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 Post subject: Reminders When Buying a "Restored" Radio -->> RE-Do It
PostPosted: Aug Tue 14, 2018 4:05 am 
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I had the pleasure to pick up a nice Crosley 9-102.

despite it having a couple tubes in it such as the 7Q7 and the 5AZ4 that I have NEVER seen or heard of before in a set, it is a very nice decorative radio...

...except for the "restoration" that was done.

when I bought it, the seller said that the person who had it before them "restored" it with new capacitors.

well, here is what I found:

1. there was NOT one new capacitor that was soldered to a terminal. the old capacitors were snipped out and the new ones were put in with extremely sloppy "twist leads" and a poor blob of solder on the twist-lead. they were not even close to being a J-lead rework, which I would have had no problem with leaving alone.

2. there were flying leads to the two electrolytics + wire. each lityc was floating in air only being held to the chassis via the ground lead solder blobbed to the chassis. the wires were cut off the original can and soldered to the positive lead of the floating electrolytics. that's great for a transformered set with 300v of B+.

3. the leads on each replaced cap were bent up, crooked, and installed very sloppy, see #1.

4. some capacitors were missing.

5. some capacitors were the wrong value.

6. an IF tube was subbed with a higher gain tube causing the need for de-tuning the IFTs. (that cleared up when the appropriate tube was installed.

7. this set was an absolute mess and an unsafe one with respect to floating electrolytics under the hood.

8. the soldering was sloppy at best too.

perhaps I'm being a self righteous.

I've been specifically called that on this forum, which is fine, but I did not do work that looked like that when I was 10 years old. there is a right way and a wrong way to do something and this definitely was the wrong way.

it was an absolute shame what was done to this extremely nice radio by some kitchen table technician.

with all the above being said, when we get a "restored" radio, my point of the thread is that it is always be necessary to look under the hood and do the following things:

1. re-restore the radio as I am doing now :lol: .

2. bounce EVERYTHING against the schematic.

3. make sure no parts are missing.

4. make sure every part value is correct via the schematic.

5. touch up any unsafe and possible radio-self-destructing "rework".

the term "restored" is an extremely relative term and the quality of the workmanship can be all over the place.

I'm sure most if not all of us on here will look over a set that has already been restored.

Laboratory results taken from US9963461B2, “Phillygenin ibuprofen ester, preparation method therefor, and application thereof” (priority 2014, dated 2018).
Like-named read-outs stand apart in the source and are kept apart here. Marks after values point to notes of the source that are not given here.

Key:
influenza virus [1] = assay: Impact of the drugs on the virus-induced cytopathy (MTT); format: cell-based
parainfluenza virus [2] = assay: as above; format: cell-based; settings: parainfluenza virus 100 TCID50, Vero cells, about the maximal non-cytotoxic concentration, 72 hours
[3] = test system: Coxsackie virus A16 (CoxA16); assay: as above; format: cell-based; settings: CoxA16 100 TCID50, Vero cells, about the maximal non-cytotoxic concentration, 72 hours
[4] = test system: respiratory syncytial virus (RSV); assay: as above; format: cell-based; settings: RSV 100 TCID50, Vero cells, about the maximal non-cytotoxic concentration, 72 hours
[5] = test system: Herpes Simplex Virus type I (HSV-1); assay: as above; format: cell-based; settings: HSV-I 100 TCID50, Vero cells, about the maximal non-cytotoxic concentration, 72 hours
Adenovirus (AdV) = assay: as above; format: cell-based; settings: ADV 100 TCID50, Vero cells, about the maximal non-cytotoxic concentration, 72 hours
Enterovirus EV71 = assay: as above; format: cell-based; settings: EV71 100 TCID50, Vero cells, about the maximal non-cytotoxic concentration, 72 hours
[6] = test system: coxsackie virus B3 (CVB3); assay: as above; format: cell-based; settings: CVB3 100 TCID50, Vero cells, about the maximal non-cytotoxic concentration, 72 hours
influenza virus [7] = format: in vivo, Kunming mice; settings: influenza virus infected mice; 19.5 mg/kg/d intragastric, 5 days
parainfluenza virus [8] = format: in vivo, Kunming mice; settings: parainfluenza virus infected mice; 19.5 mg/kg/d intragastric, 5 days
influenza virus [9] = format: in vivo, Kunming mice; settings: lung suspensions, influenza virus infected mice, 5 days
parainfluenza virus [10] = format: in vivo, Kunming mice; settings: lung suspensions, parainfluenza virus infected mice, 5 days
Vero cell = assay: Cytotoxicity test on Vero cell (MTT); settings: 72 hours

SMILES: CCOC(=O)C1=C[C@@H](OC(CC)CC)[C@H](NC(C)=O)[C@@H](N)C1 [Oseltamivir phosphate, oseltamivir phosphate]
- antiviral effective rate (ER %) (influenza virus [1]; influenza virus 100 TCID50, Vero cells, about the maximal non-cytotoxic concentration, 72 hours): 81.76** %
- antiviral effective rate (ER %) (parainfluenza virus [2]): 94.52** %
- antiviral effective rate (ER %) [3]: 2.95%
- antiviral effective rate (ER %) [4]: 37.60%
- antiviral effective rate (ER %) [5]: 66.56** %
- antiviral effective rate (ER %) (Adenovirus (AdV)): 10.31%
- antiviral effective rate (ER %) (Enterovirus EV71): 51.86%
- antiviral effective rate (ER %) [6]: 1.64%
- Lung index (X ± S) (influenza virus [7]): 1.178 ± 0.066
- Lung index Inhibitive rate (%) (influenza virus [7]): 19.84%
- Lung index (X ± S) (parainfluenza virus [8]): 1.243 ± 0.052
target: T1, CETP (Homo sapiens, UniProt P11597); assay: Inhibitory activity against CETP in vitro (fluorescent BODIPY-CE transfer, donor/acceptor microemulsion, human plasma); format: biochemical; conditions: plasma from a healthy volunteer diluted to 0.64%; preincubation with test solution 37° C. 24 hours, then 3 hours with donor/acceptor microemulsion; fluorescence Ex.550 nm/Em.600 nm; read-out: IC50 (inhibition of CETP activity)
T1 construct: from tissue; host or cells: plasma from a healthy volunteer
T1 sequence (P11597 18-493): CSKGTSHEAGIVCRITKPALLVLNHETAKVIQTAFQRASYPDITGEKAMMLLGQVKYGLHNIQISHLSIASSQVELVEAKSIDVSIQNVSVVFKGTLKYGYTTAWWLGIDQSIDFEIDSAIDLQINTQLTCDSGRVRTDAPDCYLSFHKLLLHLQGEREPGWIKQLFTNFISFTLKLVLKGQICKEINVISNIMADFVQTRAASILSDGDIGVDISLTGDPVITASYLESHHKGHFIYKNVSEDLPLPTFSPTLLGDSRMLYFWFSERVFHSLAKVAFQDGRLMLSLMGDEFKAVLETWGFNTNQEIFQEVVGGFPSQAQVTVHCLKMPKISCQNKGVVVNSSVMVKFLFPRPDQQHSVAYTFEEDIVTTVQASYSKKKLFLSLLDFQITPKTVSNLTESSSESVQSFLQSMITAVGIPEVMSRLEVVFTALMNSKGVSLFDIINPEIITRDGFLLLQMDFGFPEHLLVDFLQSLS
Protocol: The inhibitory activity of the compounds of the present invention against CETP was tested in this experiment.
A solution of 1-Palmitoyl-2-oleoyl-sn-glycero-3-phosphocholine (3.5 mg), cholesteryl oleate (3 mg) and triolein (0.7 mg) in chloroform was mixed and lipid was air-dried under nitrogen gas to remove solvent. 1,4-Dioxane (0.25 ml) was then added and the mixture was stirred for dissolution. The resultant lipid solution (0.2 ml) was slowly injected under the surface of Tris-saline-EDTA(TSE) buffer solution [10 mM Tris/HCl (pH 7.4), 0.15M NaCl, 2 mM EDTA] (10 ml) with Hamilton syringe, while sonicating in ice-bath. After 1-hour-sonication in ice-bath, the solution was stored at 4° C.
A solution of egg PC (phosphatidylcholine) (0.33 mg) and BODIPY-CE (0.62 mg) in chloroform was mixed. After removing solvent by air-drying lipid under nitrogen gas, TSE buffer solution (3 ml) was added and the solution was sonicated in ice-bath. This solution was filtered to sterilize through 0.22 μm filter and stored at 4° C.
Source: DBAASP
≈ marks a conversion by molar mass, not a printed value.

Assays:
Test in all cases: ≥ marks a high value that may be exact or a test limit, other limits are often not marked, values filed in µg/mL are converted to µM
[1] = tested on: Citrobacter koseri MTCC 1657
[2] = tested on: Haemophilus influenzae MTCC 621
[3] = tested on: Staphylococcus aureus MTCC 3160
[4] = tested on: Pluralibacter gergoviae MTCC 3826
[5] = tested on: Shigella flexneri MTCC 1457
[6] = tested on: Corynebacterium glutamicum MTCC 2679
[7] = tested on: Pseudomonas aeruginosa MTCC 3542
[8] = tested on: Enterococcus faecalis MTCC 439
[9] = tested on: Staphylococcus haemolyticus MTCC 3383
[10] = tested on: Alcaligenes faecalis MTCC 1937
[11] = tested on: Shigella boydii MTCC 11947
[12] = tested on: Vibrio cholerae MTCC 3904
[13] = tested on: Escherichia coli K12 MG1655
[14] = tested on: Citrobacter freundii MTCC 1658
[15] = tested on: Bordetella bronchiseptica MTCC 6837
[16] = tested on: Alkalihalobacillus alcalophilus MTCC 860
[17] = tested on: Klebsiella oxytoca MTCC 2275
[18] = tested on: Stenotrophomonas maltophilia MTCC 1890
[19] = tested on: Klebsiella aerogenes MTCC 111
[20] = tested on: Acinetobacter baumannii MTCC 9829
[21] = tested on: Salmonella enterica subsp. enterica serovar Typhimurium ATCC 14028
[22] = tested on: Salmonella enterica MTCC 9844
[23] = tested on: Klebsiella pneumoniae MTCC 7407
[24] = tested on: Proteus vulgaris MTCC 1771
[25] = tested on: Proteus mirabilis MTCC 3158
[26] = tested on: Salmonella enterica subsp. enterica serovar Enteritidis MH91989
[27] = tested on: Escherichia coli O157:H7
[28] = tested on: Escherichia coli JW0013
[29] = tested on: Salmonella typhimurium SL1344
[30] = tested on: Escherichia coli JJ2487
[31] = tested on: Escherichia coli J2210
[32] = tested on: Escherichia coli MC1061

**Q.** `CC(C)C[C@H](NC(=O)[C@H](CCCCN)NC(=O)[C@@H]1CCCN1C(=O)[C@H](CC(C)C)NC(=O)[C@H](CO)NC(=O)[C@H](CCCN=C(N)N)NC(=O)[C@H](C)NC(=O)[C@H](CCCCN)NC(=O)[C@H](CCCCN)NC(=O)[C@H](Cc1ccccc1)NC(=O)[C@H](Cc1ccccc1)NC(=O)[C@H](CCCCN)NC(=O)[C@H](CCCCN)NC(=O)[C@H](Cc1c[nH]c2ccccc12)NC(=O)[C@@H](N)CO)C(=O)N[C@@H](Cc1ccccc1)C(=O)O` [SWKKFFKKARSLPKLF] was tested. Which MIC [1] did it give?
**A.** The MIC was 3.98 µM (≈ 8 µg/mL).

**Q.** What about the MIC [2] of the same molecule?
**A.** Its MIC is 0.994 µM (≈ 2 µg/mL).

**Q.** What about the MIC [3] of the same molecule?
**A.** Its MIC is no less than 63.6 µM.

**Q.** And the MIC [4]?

if the average non-radio person bought this "restored" radio to use, that would not have been a good thing.

I took no pictures of the bastardization/abortion. I did not want to ever be reminded of it again. I will post pics when I am done.

steve


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Last edited by Dutch Rabbit on Sep Thu 06, 2018 8:53 pm, edited 2 times in total.
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 Post subject: Re: Reminders When Buying a "Restored" Radio
PostPosted: Aug Tue 14, 2018 4:16 am 
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Location: Near Brandon, Iowa
Another example of the fact that there is no objective standard for what constitutes a "restored" radio.
If you don't take any claim of "restoration" (especially a second-hand claim) with a grain of salt in the absence of being given the opportunity to inspect the radio under discussion, you pretty much deserve whatever you end up with.


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 Post subject: Re: Reminders When Buying a "Restored" Radio
PostPosted: Aug Tue 14, 2018 4:20 am 
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and to think, how many "restored" or should I say bastardized sets are out there, are daily driven, and the folks who own them have no clue or have the ability to know the difference.

(head down, head shake)

steve

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 Post subject: Re: Reminders When Buying a "Restored" Radio
PostPosted: Aug Tue 14, 2018 2:16 pm 
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You would not believe some of the knuckle-dragger handiwork that I have cleaned up. How can someone think that they have a good solder joint when there is obvious physical looseness between the two sides?
Solder gun not working? No problem....get some conductive epoxy. Worried about something shorting out? Half a roll of friction tape should do it.

Imagine one of these craftsmen doing a brake job on your car.......

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 Post subject: Re: Reminders When Buying a "Restored" Radio
PostPosted: Aug Tue 14, 2018 3:49 pm 
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Location: Lehigh Valley, Pa
This level of "professionalism" is found in almost every profession out there!!! I love to hear "it has a new motor!!!".... pop the hood open, and it looks like it was literally thrown in place... wires, hoses, parts scattered anyplace they fit and let's not forget the "improved" or "improvised" solutions.... How about the "new" boiler or water heater installs... not a straight or level pipe or connection.... it's out there... sloppy, crummy work is EVERYWHERE!!!!